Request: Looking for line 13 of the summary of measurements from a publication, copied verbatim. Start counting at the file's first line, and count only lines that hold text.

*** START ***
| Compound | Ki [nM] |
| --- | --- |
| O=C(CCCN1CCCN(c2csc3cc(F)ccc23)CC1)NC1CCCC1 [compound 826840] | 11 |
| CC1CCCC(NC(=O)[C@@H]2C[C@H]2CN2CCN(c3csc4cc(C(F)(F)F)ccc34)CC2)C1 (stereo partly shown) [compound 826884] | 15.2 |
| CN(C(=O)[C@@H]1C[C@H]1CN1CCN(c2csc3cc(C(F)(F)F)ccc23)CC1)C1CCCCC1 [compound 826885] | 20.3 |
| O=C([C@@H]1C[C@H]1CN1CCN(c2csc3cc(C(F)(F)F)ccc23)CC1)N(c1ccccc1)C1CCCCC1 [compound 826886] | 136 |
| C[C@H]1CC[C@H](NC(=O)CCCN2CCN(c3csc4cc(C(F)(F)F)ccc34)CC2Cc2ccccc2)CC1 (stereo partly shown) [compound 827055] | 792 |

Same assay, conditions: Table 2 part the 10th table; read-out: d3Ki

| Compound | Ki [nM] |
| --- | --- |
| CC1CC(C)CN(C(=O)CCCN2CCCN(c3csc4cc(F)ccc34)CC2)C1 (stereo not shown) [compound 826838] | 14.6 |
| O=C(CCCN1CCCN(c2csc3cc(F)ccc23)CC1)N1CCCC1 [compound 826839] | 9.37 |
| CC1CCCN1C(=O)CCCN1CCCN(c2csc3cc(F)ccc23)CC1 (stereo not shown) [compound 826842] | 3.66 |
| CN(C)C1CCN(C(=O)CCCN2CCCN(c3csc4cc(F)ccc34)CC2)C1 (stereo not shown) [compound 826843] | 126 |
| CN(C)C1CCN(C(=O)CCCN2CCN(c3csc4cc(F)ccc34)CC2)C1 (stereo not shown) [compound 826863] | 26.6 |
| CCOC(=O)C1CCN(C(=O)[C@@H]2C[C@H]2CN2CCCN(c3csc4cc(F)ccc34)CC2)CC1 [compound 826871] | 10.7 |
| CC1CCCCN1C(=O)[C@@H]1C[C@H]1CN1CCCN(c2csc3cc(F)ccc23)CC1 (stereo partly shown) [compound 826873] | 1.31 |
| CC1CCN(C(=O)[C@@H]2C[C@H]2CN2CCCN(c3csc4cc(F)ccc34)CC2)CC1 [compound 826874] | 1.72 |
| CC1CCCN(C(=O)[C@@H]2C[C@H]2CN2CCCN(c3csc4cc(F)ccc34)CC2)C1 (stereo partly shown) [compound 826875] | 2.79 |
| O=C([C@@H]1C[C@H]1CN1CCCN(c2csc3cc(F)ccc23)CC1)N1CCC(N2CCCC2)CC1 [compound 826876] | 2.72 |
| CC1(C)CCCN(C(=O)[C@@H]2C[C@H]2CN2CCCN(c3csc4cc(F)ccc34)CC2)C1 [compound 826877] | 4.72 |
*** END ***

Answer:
| CC1CCCN1C(=O)CCCN1CCCN(c2csc3cc(F)ccc23)CC1 (stereo not shown) [compound 826842] | 3.66 |